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Why Bolton v Stone is important

In Bolton v Stone, the Court considered the likelihood of harm when deciding the expected standard of the reasonable person.


The claimant, Ms Stone, was standing on the road outside her house. The road was adjacent to a cricket ground. There was an uphill slope from the wicket to the road. Moreover, the club had erected a 7 foot fence to reduce the risk of a ball being hit into the road.

On this occasion, a ball was hit out of the ground. The ball hit Ms Stone and injured her. The Judge accepted that this was an exceptional hit, although he also accepted that the club knew such a hit was possible.


Ms Stone brought an action against the committee and members of the cricket club. She argued that the club failed to take reasonable care to protect persons on the road.


The House of Lords was asked ‘what degree of care must the club exercise to escape liability for anything which may occur as a result of this intended use of the field?


The claim was unanimously dismissed by the House of Lords. The House held that the club had not failed to take reasonable care.


The House of Lords considered what injuries were foreseeable. They concluded that the risk of harm to persons on the road was very small. In such circumstances, they held that the club had not failed to take reasonable care by not doing more to protect users on the road.

An important part of the House of Lords’ decision was that there is always a certain amount of risk, and the Courts should avoid imposing liability whenever injury occurs. For example, Lord Normand concluded that the only way to avoid the risk of injury was to stop playing cricket at the ground altogether, something he was not prepared to order.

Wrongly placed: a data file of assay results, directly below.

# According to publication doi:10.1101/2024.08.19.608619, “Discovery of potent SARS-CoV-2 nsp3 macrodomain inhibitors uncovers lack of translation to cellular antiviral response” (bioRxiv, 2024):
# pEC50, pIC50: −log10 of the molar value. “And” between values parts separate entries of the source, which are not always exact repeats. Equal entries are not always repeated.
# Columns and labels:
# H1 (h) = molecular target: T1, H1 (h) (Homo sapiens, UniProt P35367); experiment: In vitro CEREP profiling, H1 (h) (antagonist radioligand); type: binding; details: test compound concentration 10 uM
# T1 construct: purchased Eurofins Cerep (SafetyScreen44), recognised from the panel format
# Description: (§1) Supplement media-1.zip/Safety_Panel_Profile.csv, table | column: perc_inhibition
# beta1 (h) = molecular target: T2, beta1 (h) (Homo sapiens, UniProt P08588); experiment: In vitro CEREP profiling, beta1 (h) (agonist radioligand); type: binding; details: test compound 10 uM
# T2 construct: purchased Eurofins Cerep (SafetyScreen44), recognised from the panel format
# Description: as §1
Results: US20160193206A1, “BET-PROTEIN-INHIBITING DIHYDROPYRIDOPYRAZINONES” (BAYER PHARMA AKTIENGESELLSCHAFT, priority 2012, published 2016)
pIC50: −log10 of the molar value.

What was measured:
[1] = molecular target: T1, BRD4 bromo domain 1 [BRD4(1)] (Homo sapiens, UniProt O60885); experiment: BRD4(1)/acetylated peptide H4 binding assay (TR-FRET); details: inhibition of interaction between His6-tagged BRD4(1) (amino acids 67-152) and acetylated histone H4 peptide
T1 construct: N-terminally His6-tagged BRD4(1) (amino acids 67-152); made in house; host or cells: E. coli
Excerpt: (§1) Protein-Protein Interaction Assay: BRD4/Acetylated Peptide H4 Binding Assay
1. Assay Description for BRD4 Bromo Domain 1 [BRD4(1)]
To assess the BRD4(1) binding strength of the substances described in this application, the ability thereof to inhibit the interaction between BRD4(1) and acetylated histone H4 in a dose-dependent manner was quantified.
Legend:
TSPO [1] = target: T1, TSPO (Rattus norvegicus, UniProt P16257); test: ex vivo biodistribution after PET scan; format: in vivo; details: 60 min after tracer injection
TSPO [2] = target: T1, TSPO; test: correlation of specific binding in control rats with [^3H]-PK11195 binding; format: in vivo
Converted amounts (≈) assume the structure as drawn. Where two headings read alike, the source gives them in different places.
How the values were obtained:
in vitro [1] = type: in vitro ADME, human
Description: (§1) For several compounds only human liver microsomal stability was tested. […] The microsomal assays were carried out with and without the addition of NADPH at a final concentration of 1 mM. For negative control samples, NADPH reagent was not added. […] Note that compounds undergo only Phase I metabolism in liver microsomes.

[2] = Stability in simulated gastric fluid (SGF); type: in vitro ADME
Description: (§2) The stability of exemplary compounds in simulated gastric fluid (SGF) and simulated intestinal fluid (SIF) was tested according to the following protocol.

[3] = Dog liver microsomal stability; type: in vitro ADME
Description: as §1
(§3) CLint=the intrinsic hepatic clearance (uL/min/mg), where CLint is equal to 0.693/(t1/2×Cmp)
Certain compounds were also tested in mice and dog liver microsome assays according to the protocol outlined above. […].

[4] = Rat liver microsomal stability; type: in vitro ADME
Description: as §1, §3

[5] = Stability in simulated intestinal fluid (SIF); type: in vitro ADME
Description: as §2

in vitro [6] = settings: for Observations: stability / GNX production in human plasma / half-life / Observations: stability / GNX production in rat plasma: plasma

In the words of Lord Potter:

It is not enough that the event should be such as can reasonably be foreseen; the further result that injury is likely to follow must also be such as a reasonable man would contemplate, before he can be convicted of actionable negligence. Nor is the remote possibility of injury occurring enough; there must be sufficient probability to lead a reasonable man to anticipate it. The existence of some risk is an ordinary incident of life, even when all due care has been, as it must be, taken. [our emphasis]

It should be noted that Lord Reid considered that Bolton v Stone was a border-line case. Given the likelihood of harm, the club were not far away from needing to do more to protect road-users.

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